Driving through KY, I was struck by two things right away.  Everything is overwhelmingly green (and it does not just seem that way because I live in a concrete jungle), and there is a staggering abundance of butterflies.  Everywhere you look there is something fluttering in almost ridiculous numbers. I have never seen so many bright blue, yellow and orange butterflies anywhere (including several butterfly enclosures at museums and aquariums- remember those lame field trips?).

My first day of farming was great.  We made pizza dough, toured the farm (including a truck ride to the top of the ridge—blog readers note: Scooter got in the truck without a fight!!!!) We picked wild blackberries and rode back down the ridge; all while the dough was rising.  THEN it happened- I held my first bunny.  Lindsey has a picture of this.  (I’m the goof in the checkered shirt; the bunny is the cute brown fluff ball). I had limited “hands on” exposure to wildlife growing up.  I don’t remember any petting zoos and I stayed away from the cows, horses and chickens I saw on the annual visits to Louisiana to see my Dad’s family.  This bunny scored big points for the farm. I described farming on my Facebook page as an adorable petting zoo, where everyone dies at the end. We cooked the pizza and Lindsey and I had split a bottle of wine before we knew it.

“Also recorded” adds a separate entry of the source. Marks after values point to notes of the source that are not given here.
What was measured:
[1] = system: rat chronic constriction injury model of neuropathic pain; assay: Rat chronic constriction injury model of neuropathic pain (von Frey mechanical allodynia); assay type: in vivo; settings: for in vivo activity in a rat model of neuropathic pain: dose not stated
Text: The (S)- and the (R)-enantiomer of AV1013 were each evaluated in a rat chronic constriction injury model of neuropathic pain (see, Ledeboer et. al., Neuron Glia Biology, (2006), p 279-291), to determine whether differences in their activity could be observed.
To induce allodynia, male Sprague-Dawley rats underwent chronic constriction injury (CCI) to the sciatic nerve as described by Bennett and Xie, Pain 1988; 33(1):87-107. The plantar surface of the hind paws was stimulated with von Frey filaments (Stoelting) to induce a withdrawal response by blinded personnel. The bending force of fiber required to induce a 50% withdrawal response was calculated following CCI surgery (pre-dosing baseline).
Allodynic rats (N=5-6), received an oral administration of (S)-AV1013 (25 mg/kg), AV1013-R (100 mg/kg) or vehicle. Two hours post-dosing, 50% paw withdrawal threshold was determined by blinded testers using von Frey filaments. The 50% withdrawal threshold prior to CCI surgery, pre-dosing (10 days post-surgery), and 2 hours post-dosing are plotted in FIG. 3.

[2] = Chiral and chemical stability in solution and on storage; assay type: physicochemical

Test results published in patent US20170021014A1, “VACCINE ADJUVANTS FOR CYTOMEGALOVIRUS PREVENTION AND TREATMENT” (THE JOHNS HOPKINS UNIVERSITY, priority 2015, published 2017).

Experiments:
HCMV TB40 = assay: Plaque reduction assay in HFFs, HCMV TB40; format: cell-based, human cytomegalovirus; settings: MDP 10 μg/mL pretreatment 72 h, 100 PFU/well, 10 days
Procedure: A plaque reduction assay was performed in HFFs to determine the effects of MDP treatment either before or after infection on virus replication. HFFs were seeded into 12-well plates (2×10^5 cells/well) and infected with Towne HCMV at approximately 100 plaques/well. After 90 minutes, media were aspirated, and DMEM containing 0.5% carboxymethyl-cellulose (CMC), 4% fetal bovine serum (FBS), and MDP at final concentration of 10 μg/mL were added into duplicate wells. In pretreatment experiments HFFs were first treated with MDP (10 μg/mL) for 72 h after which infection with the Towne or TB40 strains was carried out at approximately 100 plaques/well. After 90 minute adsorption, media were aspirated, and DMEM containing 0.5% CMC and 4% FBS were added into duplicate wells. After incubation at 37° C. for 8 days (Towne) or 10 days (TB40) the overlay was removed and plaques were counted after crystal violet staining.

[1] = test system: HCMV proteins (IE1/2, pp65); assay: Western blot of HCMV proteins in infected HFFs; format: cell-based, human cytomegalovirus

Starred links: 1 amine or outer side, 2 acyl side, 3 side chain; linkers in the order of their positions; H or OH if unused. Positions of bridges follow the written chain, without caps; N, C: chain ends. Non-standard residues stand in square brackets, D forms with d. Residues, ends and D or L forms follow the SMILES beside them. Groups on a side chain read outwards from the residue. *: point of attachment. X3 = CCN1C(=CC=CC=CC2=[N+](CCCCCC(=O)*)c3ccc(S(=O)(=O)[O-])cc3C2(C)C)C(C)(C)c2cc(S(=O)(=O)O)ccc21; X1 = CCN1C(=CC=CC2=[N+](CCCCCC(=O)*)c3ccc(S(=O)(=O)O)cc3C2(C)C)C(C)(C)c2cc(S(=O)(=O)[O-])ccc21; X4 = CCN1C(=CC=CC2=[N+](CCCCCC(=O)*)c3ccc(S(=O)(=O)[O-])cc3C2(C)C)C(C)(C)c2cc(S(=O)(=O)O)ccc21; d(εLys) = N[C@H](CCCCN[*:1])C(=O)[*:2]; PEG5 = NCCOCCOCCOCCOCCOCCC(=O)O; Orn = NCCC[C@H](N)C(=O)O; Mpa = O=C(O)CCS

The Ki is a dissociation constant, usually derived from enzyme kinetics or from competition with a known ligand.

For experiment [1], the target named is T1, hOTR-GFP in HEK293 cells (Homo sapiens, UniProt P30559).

Figure 1: Checkered shirt and fluffy